State Senate proposes even deeper cuts to education
The Washington state Senate on Tuesday proposed the deepest cuts yet to education and other services to help close a $5.1 billion budget shortfall in the next two-year budget.
Seattle Times Olympia bureau
State budgetcomparisonsSome of the key differences between the state Senate and House budget proposals:
Senate: Cut the state allocation for K-12 employee salaries by 3 percent, saving $251 million
House: No salary cut, but freeze step increases for teachers worth $56 million
Senate: Cut $550 million from colleges and universities, partially offset by annual tuition increases of up to 16 percent for two years
House: Cut $532 million, partially offset by annual tuition increases of up to 13 percent for two years
Basic Health Plan
Senate: Reduce the number of enrollees in the state-subsidized insurance program to 34,000 by 2013 fiscal year, saving $122 million
House: Cap enrollment at 41,200, saving $108 million
Senate: Save $235 million by eliminating most cash grants for unemployable disabled people and reducing medical-program enrollment
House: Cut $100 million by converting cash grants to a housing program
Senate: No liquor-privatization plan
House: Raise $300 million by leasing wholesale liquor operations to a private company
Source: Senate Ways and Means Committee, Seattle Times archives
OLYMPIA — The state Senate on Tuesday unveiled a two-year budget that contains the deepest cuts yet to education, including a 3 percent reduction in teacher pay and a plan to take money from schools when students play hooky.
The bipartisan budget cuts $4.8 billion overall and transfers a few hundred million dollars from other funds to bridge a shortfall exceeding $5 billion. The proposal includes double-digit college-tuition increases, cuts to health-care and social-service programs and salary reductions for state employees.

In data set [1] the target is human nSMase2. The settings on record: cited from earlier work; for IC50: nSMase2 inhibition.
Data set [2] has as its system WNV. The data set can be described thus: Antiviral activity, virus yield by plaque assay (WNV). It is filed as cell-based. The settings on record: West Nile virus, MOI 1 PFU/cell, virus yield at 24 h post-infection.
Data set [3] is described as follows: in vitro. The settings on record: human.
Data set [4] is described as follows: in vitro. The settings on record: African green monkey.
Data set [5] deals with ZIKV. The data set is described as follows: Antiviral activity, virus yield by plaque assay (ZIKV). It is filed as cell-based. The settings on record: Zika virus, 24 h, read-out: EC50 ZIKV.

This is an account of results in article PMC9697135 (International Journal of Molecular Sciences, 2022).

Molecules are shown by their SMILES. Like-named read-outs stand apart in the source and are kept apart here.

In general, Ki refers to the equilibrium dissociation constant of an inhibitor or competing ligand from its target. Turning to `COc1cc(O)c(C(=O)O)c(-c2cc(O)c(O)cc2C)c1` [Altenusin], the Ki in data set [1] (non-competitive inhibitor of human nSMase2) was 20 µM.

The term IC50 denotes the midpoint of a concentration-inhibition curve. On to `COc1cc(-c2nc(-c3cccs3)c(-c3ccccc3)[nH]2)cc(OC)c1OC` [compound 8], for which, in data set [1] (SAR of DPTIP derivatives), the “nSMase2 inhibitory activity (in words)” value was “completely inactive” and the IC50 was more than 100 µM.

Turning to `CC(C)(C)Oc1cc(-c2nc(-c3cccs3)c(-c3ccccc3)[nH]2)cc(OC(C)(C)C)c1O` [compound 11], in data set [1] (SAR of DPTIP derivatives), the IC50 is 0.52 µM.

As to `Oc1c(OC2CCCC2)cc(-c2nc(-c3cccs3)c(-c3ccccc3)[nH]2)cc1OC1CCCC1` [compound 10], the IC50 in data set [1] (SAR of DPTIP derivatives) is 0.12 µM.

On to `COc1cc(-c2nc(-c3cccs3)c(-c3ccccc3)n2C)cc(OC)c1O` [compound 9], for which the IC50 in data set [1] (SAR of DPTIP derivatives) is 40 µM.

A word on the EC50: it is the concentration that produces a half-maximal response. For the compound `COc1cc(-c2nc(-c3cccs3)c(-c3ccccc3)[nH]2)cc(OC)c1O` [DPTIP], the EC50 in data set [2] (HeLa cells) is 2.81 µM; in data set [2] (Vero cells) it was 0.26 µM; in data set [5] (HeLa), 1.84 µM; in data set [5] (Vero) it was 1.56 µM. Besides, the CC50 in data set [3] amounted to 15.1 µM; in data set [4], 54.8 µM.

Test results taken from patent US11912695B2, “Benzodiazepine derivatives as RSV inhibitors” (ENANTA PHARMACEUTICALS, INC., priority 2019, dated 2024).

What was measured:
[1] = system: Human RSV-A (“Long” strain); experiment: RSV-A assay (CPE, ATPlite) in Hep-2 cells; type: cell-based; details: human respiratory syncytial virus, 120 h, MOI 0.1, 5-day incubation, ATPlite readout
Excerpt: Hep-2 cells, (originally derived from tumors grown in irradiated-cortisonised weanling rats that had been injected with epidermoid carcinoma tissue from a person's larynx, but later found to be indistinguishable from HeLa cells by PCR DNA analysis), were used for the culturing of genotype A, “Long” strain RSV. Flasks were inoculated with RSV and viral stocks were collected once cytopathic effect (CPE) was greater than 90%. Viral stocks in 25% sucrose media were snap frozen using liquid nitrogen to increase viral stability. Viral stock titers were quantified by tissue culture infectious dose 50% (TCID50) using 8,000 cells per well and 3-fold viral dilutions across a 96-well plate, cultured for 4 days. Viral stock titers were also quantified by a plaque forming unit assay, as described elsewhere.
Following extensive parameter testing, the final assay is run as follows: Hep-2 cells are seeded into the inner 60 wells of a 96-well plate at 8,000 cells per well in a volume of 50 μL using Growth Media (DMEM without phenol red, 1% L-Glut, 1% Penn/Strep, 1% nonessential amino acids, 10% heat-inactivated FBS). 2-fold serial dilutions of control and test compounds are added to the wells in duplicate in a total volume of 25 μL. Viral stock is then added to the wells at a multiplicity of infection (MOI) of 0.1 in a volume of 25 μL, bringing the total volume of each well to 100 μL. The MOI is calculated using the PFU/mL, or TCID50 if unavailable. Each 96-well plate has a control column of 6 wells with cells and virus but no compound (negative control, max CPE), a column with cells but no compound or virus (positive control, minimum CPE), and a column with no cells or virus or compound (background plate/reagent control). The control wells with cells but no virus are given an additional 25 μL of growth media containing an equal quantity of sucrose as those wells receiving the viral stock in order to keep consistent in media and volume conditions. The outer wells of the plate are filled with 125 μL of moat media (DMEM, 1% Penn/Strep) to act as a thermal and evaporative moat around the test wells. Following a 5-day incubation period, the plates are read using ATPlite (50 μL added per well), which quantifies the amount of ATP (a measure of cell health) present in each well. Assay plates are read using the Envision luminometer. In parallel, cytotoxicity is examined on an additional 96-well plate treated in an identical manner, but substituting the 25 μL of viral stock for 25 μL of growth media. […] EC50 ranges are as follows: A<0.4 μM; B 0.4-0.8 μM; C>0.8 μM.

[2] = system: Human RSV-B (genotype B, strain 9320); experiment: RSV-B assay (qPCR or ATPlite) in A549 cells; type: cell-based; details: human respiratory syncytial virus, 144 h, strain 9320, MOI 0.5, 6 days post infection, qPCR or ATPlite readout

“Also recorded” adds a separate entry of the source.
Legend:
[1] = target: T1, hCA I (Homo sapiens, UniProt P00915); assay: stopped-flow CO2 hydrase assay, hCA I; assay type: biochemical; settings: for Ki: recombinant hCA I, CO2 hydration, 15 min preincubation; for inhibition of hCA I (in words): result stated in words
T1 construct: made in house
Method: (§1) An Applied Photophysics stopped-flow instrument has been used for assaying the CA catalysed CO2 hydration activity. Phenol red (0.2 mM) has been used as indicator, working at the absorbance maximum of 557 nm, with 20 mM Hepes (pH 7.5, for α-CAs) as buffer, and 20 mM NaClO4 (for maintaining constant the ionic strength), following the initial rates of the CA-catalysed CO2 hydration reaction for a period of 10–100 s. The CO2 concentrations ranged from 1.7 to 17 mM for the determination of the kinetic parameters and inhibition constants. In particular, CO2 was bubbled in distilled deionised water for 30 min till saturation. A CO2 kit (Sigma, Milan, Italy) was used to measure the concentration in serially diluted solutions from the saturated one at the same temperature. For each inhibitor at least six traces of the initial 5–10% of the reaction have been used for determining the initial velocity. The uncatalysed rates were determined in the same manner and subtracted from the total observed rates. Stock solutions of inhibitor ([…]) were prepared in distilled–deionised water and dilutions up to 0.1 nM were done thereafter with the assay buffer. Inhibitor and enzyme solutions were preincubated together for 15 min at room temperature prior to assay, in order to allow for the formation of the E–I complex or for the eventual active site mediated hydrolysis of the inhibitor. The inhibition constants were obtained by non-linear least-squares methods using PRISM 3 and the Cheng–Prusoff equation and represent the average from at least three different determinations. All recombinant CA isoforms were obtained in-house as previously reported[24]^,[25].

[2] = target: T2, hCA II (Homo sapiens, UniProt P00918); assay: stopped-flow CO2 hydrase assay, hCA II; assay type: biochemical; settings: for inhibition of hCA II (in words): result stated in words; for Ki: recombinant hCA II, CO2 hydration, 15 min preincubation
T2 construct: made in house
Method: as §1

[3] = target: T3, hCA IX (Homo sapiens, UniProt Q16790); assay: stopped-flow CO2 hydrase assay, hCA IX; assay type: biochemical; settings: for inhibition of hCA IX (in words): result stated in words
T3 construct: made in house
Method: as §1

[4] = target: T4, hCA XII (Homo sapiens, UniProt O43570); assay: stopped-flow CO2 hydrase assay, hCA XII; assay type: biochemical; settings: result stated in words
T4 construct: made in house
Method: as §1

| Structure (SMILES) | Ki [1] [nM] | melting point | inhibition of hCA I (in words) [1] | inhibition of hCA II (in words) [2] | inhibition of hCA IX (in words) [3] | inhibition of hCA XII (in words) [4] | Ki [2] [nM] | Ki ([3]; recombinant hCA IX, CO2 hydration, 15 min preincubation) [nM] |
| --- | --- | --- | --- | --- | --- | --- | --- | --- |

What it wouldn't do is privatize the state liquor wholesale-distribution system. The House budget tentatively booked $300 million in new revenue, assuming details could be worked out to lease the wholesale operation to a private company.
Lawmakers say they're still considering the idea, but Senate budget writers didn't feel confident enough about it to include it in their budget.
Tuesday's release of the Senate proposal means negotiations can begin in earnest to produce a final state budget before the legislative session is scheduled to end April 24. The House passed its version last week.
Senate Ways and Means Chairman Ed Murray, D-Seattle, said lawmakers had little room to maneuver when it came to balancing the spending plan.
"We have few options," he said at a news conference Tuesday night. "This is not a budget of choice; it is a budget of necessity."
Sen. Joe Zarelli, the ranking Republican on the Senate Ways and Means Committee, said the Senate's budget shows what can be accomplished when both parties collaborate.
"I think we ended up with a budget that in a lot of ways demonstrates that working together put us in a much better place from a sustainability perspective," said Zarelli, who helped write the budget. "We looked at and made tough decisions about what we can afford to do moving forward, and made some hard decisions about reducing spending."